TRENTON – The state Department of Corrections does not adequately monitor its state-funded halfway houses and failed to take appropriate action against halfway house providers following inmate escapes, according to an audit released today by the Office of the State Comptroller.
The audit also found the state has not effectively measured the performance of its halfway house program, which allows eligible inmates – an average daily population of 2,720 – to serve out the remainder of their prison sentence in a setting intended to prepare them for reentry into society. The program cost the state $64.6 million in fiscal year 2011.
“This is a $64 million program whose success or failure has important consequences for public safety,” State Comptroller Matthew Boxer said. “And yet as a state we have done a poor job of monitoring the program and have made no real attempt to find out what taxpayers are getting for their money. It is critical that the state takes a more active role in ensuring the success of these programs. It cannot simply cut these halfway houses a check and hope for the best.”
Among other findings, the audit found the state overpaid 10 private halfway house providers by $587,186 over a six-year period due to a series of mathematical errors in the calculation of per diem rates charged by the providers. The state also paid seven halfway house providers for accreditations they never actually obtained, the comptroller’s office found.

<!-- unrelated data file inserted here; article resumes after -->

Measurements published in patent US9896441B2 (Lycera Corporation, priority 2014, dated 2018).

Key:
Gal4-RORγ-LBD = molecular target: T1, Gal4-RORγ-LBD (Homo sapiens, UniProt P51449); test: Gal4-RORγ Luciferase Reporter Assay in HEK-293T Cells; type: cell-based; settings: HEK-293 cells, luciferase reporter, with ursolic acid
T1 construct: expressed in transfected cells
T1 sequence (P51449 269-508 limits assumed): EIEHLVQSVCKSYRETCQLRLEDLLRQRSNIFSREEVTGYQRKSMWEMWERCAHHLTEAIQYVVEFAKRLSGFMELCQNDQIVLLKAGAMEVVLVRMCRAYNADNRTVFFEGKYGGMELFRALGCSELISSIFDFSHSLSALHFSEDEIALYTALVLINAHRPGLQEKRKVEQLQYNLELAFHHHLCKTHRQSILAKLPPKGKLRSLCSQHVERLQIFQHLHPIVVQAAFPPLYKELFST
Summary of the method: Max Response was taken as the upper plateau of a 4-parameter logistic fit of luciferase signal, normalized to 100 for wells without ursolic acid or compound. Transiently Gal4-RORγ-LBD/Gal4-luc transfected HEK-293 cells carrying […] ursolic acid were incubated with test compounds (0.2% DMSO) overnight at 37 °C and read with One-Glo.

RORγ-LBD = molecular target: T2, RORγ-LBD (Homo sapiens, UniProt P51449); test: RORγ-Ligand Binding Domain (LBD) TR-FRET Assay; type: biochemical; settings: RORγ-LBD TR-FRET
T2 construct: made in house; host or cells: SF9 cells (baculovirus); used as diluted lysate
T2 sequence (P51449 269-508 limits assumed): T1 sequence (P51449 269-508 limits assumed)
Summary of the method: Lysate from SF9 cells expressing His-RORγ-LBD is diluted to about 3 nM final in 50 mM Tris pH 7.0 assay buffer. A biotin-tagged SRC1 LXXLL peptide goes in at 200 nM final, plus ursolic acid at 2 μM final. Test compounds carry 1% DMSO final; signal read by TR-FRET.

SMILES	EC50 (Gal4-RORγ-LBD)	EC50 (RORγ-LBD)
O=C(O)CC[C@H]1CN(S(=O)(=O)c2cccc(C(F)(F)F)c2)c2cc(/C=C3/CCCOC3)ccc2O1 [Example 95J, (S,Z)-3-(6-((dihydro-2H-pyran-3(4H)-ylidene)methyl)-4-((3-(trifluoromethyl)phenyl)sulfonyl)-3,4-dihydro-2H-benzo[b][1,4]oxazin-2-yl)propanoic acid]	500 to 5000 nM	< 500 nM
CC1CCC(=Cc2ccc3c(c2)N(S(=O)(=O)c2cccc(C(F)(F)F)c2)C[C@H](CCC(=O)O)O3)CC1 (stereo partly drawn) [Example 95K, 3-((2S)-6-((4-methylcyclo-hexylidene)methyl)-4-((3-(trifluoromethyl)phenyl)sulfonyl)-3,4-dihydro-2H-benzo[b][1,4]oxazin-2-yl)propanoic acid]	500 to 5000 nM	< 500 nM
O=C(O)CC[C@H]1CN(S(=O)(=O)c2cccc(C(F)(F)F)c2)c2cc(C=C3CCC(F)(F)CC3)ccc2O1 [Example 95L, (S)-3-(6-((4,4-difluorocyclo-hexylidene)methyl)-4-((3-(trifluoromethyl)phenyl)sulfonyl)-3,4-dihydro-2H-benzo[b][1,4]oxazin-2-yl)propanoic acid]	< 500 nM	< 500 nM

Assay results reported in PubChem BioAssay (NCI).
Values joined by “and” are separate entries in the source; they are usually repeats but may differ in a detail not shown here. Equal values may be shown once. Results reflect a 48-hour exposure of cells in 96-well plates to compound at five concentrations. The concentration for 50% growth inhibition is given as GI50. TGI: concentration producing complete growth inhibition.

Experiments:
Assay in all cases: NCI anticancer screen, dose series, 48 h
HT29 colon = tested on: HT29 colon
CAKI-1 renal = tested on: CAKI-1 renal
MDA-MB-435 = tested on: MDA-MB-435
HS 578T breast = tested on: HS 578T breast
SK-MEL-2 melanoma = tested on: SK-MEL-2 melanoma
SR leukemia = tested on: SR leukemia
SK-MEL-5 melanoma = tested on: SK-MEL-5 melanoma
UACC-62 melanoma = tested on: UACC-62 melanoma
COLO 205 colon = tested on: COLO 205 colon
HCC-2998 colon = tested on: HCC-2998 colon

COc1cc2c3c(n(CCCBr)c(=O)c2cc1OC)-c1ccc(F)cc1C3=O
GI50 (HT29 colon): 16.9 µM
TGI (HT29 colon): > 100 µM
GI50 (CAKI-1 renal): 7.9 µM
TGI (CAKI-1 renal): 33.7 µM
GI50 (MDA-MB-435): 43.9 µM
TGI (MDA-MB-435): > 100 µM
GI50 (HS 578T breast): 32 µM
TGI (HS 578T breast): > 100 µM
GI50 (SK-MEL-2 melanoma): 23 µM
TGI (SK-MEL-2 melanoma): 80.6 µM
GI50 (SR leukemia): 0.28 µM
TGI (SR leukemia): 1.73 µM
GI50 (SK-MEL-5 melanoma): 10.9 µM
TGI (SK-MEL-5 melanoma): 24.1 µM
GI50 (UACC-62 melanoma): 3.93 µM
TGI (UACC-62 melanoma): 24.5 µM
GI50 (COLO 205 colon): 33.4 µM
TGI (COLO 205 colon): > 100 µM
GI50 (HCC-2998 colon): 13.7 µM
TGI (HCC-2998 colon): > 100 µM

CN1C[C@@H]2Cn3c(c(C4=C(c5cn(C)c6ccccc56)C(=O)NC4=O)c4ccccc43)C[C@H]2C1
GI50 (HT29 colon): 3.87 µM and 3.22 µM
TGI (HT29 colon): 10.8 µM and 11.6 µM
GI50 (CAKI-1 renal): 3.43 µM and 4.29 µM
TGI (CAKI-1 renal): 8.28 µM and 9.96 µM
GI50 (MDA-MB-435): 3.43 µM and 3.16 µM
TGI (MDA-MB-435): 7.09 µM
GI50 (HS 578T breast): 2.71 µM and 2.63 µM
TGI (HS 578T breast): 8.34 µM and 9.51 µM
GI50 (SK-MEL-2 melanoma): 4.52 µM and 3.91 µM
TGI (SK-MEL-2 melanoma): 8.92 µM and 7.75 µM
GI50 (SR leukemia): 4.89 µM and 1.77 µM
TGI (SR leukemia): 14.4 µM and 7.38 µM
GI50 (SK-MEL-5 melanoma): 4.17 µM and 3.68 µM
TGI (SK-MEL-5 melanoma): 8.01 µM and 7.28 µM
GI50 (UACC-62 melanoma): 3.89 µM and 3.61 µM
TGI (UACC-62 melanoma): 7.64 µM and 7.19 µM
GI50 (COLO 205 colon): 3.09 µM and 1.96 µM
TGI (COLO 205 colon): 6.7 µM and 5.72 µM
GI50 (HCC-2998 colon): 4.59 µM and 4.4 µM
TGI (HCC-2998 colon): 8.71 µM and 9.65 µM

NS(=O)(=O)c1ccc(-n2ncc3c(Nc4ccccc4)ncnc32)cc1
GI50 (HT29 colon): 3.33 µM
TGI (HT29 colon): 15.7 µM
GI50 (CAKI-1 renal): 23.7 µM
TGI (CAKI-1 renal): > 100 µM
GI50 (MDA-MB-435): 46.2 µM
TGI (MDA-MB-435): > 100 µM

A separate review by the comptroller’s procurement division raised further questions about the per diem payments, noting for example that the Department of Corrections (DOC) allowed providers to include seemingly duplicative administrative expenses in per diem budgets. Those costs varied widely among the various providers. In 2010, claimed administrative costs from vendors ranged from $0 per inmate bed to $7,354 per inmate bed. Based on these findings, DOC has agreed to exclude such administrative costs from per diem rates in future contracts.
In addition to the overpayments, the audit found DOC failed to exercise its contractual right to collect pre-set damages from halfway house providers that violated contract terms. For example, six halfway house residents waiting to be transported back to prison by DOC correctional officers for disciplinary reasons were able to escape because they were not placed in a secured holding area within the halfway house as required by contract. In three of those instances, a secured area did not even exist on the halfway house premises. Under its contract with the vendors DOC could have assessed $30,000 in liquidated damages for these six escapes but did not. Nor did DOC attempt to determine if liquidated damages should be assessed for any of the other 195 escapes reviewed by OSC.
The comptroller’s office’s examination of those escapes, which occurred at seven of the state’s 25 halfway houses between January 2008 and March 2009, found a range of circumstances under which the escapes occurred. For example, 31 residents escaped through back, side or emergency doors or through smoking areas while seven residents escaped after placing dummies in their beds as decoys. Despite emphasis in state law on ensuring the security of these facilities, DOC officials were unable to provide a precise total of escapes over that time period for all halfway house facilities.